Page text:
She returned to her village as a grown young woman with a teacher’s degree and great Russian, which she acquired in exile. (Before the exile she spoke only Tatar.) She had a lipstick and heels in her knapsack. This was a different, completely changed woman. And in 1946, a third stage of her life began, a new one that was, once again, different from her life in Siberia. But those sixteen years in a Siberian settlement had undoubtedly shaped her. She was a child of that settlement, and until she died, she kept in touch with those who had grown up with her there. For her, those ties were often more meaningful than family ties. And so in my novel I also wanted to convey that bond you shared with those who grew up in exile with you.

IT: This is what makes the novel so complex: it’s about the horrors of that time but also about how people adjust to that horror, evolve as a result of what they’ve been through, and even find happiness.

GY: Yes, this is exactly what I wanted to write about—that bitter happiness or a seed of bitter happiness that may be hidden in misfortune. In the first half of the book, Zuleikha is preparing for death. She is preparing for it from the moment her husband is murdered in January 1930 and throughout the entire six months that she travels with the other deportees to Siberia. Only the birth of a child turns around her readiness to die. She ventures to keep on living and to embark on a second life that is being proffered to her.

Later in that new life she finds things that give her a chance, not necessarily of happiness but of finding something new, which gives her a chance to change. Her baby survives despite all odds. A love interest unexpectedly appears in her life. Before that she didn’t know what it was to love a man and to be loved. In exile, she finds herself surrounded by very different people. And this environment, these people, change her. 

IT: At the beginning of the novel, we are immersed in the world of a traditional Tatar village. You describe this world in tantalizing detail. In addition to telling your grandmother’s story, did you also want to show how collectivization affected the Tatar people specifically?

GY: I would say that the opposite is true: I wanted to talk about dekulakization and repressions levied against the peasants as a whole. It touched a huge number of people—five percent of Soviet peasantry—and today it’s part of family history for many people. My heroine is Tatar, yes, but gradually that Tatar world she lives in disappears from the novel and she is gradually transported into a different, international world.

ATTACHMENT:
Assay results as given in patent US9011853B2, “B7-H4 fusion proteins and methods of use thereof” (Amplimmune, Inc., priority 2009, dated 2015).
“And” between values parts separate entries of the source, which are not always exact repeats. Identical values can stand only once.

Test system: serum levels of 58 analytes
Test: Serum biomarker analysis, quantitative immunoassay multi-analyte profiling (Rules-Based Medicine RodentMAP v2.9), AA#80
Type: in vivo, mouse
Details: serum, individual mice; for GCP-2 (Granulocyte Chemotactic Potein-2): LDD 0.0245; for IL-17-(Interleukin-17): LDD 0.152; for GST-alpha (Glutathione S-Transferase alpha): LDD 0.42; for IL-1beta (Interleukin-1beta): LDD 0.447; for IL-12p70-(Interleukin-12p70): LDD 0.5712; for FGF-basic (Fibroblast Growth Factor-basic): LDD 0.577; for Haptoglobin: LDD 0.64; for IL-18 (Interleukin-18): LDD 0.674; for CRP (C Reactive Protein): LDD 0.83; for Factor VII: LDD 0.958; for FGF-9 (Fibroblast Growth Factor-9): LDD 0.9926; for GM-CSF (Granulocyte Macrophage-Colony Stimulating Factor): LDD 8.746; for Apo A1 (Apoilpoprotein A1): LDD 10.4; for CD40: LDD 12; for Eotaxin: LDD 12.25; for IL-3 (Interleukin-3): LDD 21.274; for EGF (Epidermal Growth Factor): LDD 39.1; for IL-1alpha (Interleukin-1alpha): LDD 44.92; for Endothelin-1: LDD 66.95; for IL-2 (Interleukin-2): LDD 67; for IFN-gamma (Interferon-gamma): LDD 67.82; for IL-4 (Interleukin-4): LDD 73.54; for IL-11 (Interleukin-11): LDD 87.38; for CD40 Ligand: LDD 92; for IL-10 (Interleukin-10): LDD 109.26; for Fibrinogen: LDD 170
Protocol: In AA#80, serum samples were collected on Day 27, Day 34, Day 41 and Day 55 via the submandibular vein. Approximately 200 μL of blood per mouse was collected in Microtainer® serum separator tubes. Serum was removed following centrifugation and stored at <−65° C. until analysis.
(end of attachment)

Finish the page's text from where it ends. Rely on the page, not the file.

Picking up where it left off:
Yes, in the beginning, the Tatar theme is very strong, and I did try to pour much of what I know about Tatar mythology, culture, and cuisine into those first chapters of the novel. But gradually, as Zuleikha moves away from her home, she sees completely different people around her, people of different ethnicities, faiths, cultures, and languages. She must learn to understand Russian, to communicate with other people, and these people change her. And I hope that the novel gradually transforms itself from a national story into a supranational one.

In the Siberian settlement where she finds herself, there are people of different ethnicities, and they have no choice but to get along with each other. This is probably one of the main messages of the novel—that in such a place, on the threshold of life and death, superficial things disappear, ethnic and social prejudices disappear, and people are left face-to-face with one another. These are the people I wrote about, people who sail in their version of Noah’s Ark over death, the taiga, the river, and in the end come out alive.

IT: Zuleikha is being adapted as a TV series. What are your expectations of it?

GY: I very much hope that the series will maintain respect for the big history—that of the tragedy of dekulakization—and won’t be turned into excessive melodrama. This is the key point for me, that the breath of big history be felt in the film. The other part that’s very important for me is that the creators find creative solutions to convey the many layers of the novel, including the mythological one. From what I’ve seen up to now—some photos, shots, and even the trailer that’s already being shown—it all looks promising.

About the Author

Izabella Tabarovsky

Izabella Tabarovsky

Senior Advisor, Regional Partnerships and Programming
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Kennan Institute

The Kennan Institute is the premier US center for advanced research on Eurasia and the oldest and largest regional program at the Woodrow Wilson International Center for Scholars. The Kennan Institute is committed to improving American understanding of Russia, Ukraine, Central Asia, the South Caucasus, and the surrounding region though research and exchange.  Read more